Moulds produce spores which include allergens, irritants and sometimes toxic substances. Inhaling or touching mould spores may cause an allergic reaction, such as sneezing, a runny nose, red eyes, skin rash and can also cause asthma attacks. For susceptible individuals, exposure to mould spores can have wide ranging and serious health effects which can be extremely debilitating. Excessive moisture build-up can occur in buildings due to various factors; leaking pipes, rising damp in basements or ground floors, penetrating damp through walls, rain seeping in due to roof damage or cracks around window frames, condensation etc. Our mould surveys typically include the following elements; damp survey of building, thermal imaging, mould spore-trap sampling, mould numeration and identification, and health risk evaluation.

    Radon (Rn)

    Radon gas occurs everywhere around the world, escaping from the breakdown of uranium in igneous rock and underground water. This odourless, colourless, and tasteless gas seeps up to the earth’s surface and can potentially build up within buildings. Radon at higher levels is very dangerous as it can cause cancer; approximately 21,000 people die from radon-related lung cancer every year in the United States and 20,000 in the EU. Radon levels fluctuate over time and therefore monitoring needs to be carried out continuously for a prolonged period; monitoring is typically carried out over three months in order to average out short-term fluctuations.

    Other Gases

    There are numerous other gases which may be of potential interest or that may need to be included as part of a tender / consultant specification, such as; Sulphur Dioxide, Nitrogen Dioxide, Formaldehyde, Ozone etc. Elevated levels of many gases are likely to have negative health effects on building occupants, with resulting wide range of mild to more serious symptoms.

    Light / Lux Levels

    Poor lighting has also been linked to Sick Building Syndrome in both new and refurbished buildings, resulting in symptoms such as eyestrain, headaches, migraines, lethargy, irritability and reduced concentration.

    What are the benefits of using data loggers?

    The ongoing development of data loggers over recent years has been a game changer in the IAQ monitoring industry, as continuous monitoring provides a wealth of data which is extremely valuable for identifying any air quality issues and trends.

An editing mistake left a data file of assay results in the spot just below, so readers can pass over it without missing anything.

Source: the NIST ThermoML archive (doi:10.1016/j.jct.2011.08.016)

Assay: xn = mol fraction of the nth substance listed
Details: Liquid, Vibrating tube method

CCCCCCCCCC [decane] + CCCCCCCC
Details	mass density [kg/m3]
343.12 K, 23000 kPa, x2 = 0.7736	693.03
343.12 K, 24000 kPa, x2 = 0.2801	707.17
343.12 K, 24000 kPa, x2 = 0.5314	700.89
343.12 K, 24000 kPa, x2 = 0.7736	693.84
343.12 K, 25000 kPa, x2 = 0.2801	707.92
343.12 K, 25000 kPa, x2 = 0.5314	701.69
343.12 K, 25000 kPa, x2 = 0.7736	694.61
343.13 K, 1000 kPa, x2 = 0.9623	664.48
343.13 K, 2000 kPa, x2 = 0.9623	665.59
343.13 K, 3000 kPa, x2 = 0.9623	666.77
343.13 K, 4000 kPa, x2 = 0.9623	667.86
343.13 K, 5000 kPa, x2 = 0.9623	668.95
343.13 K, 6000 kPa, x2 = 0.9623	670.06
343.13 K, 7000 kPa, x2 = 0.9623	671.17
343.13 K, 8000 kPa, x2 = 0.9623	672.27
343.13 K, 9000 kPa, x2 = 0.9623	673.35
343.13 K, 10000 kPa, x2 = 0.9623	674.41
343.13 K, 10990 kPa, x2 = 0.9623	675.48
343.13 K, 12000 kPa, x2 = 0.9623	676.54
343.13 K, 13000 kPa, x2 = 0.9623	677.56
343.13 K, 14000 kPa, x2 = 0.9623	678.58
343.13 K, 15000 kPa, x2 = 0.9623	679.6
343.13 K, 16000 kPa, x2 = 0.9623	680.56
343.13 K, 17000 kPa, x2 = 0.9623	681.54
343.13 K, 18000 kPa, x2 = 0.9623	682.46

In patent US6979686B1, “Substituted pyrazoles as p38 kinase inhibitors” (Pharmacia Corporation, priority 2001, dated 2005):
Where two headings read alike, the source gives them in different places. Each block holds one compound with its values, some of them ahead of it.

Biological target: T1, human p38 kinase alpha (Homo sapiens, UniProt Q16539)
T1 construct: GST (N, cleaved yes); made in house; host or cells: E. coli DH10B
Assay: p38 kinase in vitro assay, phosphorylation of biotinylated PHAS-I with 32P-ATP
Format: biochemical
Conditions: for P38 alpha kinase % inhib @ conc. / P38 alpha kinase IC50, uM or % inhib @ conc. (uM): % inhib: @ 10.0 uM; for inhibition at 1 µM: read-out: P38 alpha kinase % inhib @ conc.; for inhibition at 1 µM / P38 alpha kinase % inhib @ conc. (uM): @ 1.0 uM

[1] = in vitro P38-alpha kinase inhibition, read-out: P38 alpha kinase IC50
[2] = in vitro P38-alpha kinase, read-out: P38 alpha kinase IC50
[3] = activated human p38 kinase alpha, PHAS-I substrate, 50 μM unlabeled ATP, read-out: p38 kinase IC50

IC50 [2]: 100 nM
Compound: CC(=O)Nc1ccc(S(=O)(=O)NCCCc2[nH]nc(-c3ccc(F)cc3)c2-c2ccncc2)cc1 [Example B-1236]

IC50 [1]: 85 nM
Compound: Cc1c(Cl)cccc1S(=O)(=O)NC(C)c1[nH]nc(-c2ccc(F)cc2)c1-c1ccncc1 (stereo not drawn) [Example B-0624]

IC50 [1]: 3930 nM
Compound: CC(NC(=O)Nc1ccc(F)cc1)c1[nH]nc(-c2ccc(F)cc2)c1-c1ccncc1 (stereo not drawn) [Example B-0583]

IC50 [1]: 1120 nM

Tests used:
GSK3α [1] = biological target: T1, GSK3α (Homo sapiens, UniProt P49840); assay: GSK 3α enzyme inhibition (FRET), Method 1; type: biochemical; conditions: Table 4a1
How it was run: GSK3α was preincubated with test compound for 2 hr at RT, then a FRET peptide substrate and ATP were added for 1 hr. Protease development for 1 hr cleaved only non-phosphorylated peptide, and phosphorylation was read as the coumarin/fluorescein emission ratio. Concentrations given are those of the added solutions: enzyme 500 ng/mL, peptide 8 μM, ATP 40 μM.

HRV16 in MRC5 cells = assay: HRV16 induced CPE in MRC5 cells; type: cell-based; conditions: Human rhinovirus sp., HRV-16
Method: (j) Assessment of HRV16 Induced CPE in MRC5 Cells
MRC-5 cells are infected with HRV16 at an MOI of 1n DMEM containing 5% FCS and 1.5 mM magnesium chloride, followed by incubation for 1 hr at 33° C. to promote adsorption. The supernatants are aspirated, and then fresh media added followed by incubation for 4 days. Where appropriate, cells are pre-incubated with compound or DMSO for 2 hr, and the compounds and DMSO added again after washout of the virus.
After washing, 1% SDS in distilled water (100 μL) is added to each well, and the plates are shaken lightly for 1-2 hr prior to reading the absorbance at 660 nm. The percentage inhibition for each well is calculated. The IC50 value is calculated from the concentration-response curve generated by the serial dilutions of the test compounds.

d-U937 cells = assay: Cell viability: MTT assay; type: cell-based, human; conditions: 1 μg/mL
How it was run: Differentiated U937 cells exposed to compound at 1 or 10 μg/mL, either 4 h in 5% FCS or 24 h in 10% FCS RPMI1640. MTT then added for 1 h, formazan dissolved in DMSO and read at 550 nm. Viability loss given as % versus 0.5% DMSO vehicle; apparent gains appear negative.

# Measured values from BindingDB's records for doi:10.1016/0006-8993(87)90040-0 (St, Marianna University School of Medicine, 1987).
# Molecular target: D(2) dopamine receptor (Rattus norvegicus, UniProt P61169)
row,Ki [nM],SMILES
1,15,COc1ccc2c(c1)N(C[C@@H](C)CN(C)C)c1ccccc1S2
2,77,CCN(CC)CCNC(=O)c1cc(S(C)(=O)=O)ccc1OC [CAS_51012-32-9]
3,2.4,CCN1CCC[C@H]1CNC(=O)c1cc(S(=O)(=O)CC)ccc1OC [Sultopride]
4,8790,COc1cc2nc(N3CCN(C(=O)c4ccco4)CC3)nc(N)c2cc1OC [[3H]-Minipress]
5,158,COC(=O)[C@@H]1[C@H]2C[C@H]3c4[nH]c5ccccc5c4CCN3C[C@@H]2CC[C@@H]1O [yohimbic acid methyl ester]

An updated version of Part F of the Building Regulations is due for publication in 2021 and it will stipulate that rooms above a certain occupation level will need to include monitors that allow for continuous monitoring of carbon dioxide levels.

    The data logger units we utilise are capable of monitoring the following IAQ test parameters;

    • Temperature
    • Relative Humidity
    • Carbon Dioxide
    • Total Volatile Organic Compounds (TVOCs)
    • Radon
    • Air Pressure
    • Virus Risk Indicator (provides score ratings based on algorithms of other IAQ monitoring data)

    The data loggers we use are battery operated and connect wirelessly to the internet via a hub unit using either Wifi or mobile signal. Live data can be easily accessed and viewed using an online dashboard, which generates colour coded graphs of all recorded IAQ data.

    What happens once an IAQ survey has been carried out?

    On completion of the IAQ monitoring survey, any physical samples collected will be transported directly to a UKAS accredited laboratory for processing. Once all test results have been collated, a detailed report will be provided to you which include all test results, a summary of findings, conclusions and recommended remedial actions.

    What happens if my indoor air quality is found to be poor?

    For test results which are available on the day of survey, that are considered to be poor / out of parameter, the site contact will, where available, be advised of any such issues before the surveyor leaves site.

    Reports are issued for all IAQ surveys and any out of parameter / poor test results will be clearly highlighted. Appropriate recommendations are included and prioritised using a simple ‘traffic light’ colour coding key in order to help effectively convey the importance and relative urgency of each identified issue.

    We always strive to offer helpful and practically achievable guidance to our clients.

    IAQ monitoring expertise?

    We work in accordance with the most relevant industry legislation and guidelines such as those published by the International Standards Organisation (ISO), Health & Safety Executive (HSE), Chartered Institution of Building Services Engineers (CIBSE) and World Health Organisation (WHO).

    We have long-standing relationships with occupational hygienists and accredited laboratories, ensuring cost-effective, impartial and accurate sample analysis when necessary.

    Call for a FREE quote

    Please call us or email info@swiftclean.co.uk for further advice and a free quote.

    CALL 0800 243 471